US7036465B2 - Two-stroke and four-stroke switching mechanism - Google Patents

Two-stroke and four-stroke switching mechanism Download PDF

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Publication number
US7036465B2
US7036465B2 US10/802,487 US80248704A US7036465B2 US 7036465 B2 US7036465 B2 US 7036465B2 US 80248704 A US80248704 A US 80248704A US 7036465 B2 US7036465 B2 US 7036465B2
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United States
Prior art keywords
pins
pair
stroke
tappet
valve
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Expired - Fee Related
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US10/802,487
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US20050205019A1 (en
Inventor
Reinhard Burk
Russell J. Wakeman
Randall R. Ryan
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Ricardo Inc
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Ricardo Inc
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Priority to US10/802,487 priority Critical patent/US7036465B2/en
Assigned to RICARDO, INC. reassignment RICARDO, INC. ASSIGNMENT OF ASSIGNORS INTEREST (SEE DOCUMENT FOR DETAILS). Assignors: RYAN, RANDALL R., WAKEMAN, RUSSELL J., BURK, REINHARD
Publication of US20050205019A1 publication Critical patent/US20050205019A1/en
Priority claimed from US11/415,260 external-priority patent/US7421981B2/en
Application granted granted Critical
Publication of US7036465B2 publication Critical patent/US7036465B2/en
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    • FMECHANICAL ENGINEERING; LIGHTING; HEATING; WEAPONS; BLASTING
    • F02COMBUSTION ENGINES; HOT-GAS OR COMBUSTION-PRODUCT ENGINE PLANTS
    • F02BINTERNAL-COMBUSTION PISTON ENGINES; COMBUSTION ENGINES IN GENERAL
    • F02B75/00Other engines
    • F02B75/02Engines characterised by their cycles, e.g. six-stroke
    • FMECHANICAL ENGINEERING; LIGHTING; HEATING; WEAPONS; BLASTING
    • F01MACHINES OR ENGINES IN GENERAL; ENGINE PLANTS IN GENERAL; STEAM ENGINES
    • F01LCYCLICALLY OPERATING VALVES FOR MACHINES OR ENGINES
    • F01L1/00Valve-gear or valve arrangements, e.g. lift-valve gear
    • F01L1/02Valve drive
    • F01L1/04Valve drive by means of cams, camshafts, cam discs, eccentrics or the like
    • F01L1/08Shape of cams
    • FMECHANICAL ENGINEERING; LIGHTING; HEATING; WEAPONS; BLASTING
    • F01MACHINES OR ENGINES IN GENERAL; ENGINE PLANTS IN GENERAL; STEAM ENGINES
    • F01LCYCLICALLY OPERATING VALVES FOR MACHINES OR ENGINES
    • F01L1/00Valve-gear or valve arrangements, e.g. lift-valve gear
    • F01L1/12Transmitting gear between valve drive and valve
    • F01L1/14Tappets; Push rods
    • F01L1/143Tappets; Push rods for use with overhead camshafts
    • FMECHANICAL ENGINEERING; LIGHTING; HEATING; WEAPONS; BLASTING
    • F01MACHINES OR ENGINES IN GENERAL; ENGINE PLANTS IN GENERAL; STEAM ENGINES
    • F01LCYCLICALLY OPERATING VALVES FOR MACHINES OR ENGINES
    • F01L1/00Valve-gear or valve arrangements, e.g. lift-valve gear
    • F01L1/12Transmitting gear between valve drive and valve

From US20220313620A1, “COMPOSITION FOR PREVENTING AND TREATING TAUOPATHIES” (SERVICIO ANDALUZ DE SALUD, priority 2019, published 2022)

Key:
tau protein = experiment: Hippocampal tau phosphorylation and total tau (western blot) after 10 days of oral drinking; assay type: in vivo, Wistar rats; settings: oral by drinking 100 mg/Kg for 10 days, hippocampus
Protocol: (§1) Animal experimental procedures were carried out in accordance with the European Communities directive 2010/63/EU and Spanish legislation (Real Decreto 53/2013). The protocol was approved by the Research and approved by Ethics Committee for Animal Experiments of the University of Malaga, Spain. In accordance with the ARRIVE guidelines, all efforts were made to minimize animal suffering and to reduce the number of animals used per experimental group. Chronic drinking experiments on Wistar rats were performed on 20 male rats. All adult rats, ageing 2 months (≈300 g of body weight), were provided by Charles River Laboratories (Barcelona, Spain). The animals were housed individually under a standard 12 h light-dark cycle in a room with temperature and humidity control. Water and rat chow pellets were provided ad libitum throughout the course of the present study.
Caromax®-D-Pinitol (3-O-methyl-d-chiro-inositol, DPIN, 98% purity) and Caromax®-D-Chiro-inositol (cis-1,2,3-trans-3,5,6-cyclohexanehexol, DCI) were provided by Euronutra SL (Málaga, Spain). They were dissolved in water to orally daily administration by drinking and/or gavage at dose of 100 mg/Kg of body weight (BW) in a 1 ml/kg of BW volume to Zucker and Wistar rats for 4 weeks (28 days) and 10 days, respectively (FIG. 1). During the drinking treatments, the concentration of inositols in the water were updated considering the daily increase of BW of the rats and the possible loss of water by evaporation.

• F01L1/18Rocking arms or levers
    • F01L1/181Centre pivot rocking arms
    • FMECHANICAL ENGINEERING; LIGHTING; HEATING; WEAPONS; BLASTING
    • F01MACHINES OR ENGINES IN GENERAL; ENGINE PLANTS IN GENERAL; STEAM ENGINES
    • F01LCYCLICALLY OPERATING VALVES FOR MACHINES OR ENGINES
    • F01L1/00Valve-gear or valve arrangements, e.g. lift-valve gear
    • F01L1/36Valve-gear or valve arrangements, e.g. lift-valve gear peculiar to machines or engines of specific type other than four-stroke cycle
    • FMECHANICAL ENGINEERING; LIGHTING; HEATING; WEAPONS; BLASTING
    • F01MACHINES OR ENGINES IN GENERAL; ENGINE PLANTS IN GENERAL; STEAM ENGINES
    • F01LCYCLICALLY OPERATING VALVES FOR MACHINES OR ENGINES
    • F01L1/00Valve-gear or valve arrangements, e.g. lift-valve gear
    • F01L1/46Component parts, details, or accessories, not provided for in preceding subgroups
    • FMECHANICAL ENGINEERING; LIGHTING; HEATING; WEAPONS; BLASTING
    • F01MACHINES OR ENGINES IN GENERAL; ENGINE PLANTS IN GENERAL; STEAM ENGINES
    • F01LCYCLICALLY OPERATING VALVES FOR MACHINES OR ENGINES
    • F01L13/00Modifications of valve-gear to facilitate reversing, braking, starting, changing compression ratio, or other specific operations
    • F01L13/0015Modifications of valve-gear to facilitate reversing, braking, starting, changing compression ratio, or other specific operations for optimising engine performances by modifying valve lift according to various working parameters, e.g. rotational speed, load, torque
    • F01L13/0036Modifications of valve-gear to facilitate reversing, braking, starting, changing compression ratio, or other specific operations for optimising engine performances by modifying valve lift according to various working parameters, e.g. rotational speed, load, torque the valves being driven by two or more cams with different shape, size or timing or a single cam profiled in axial and radial direction
    • FMECHANICAL ENGINEERING; LIGHTING; HEATING; WEAPONS; BLASTING
    • F02COMBUSTION ENGINES; HOT-GAS OR COMBUSTION-PRODUCT ENGINE PLANTS
    • F02BINTERNAL-COMBUSTION PISTON ENGINES; COMBUSTION ENGINES IN GENERAL
    • F02B69/00Internal-combustion engines convertible into other combustion-engine type, not provided for in F02B11/00; Internal-combustion engines of different types characterised by constructions facilitating use of same main engine-parts in different types
    • F02B69/06Internal-combustion engines convertible into other combustion-engine type, not provided for in F02B11/00; Internal-combustion engines of different types characterised by constructions facilitating use of same main engine-parts in different types for different cycles, e.g. convertible from two-stroke to four stroke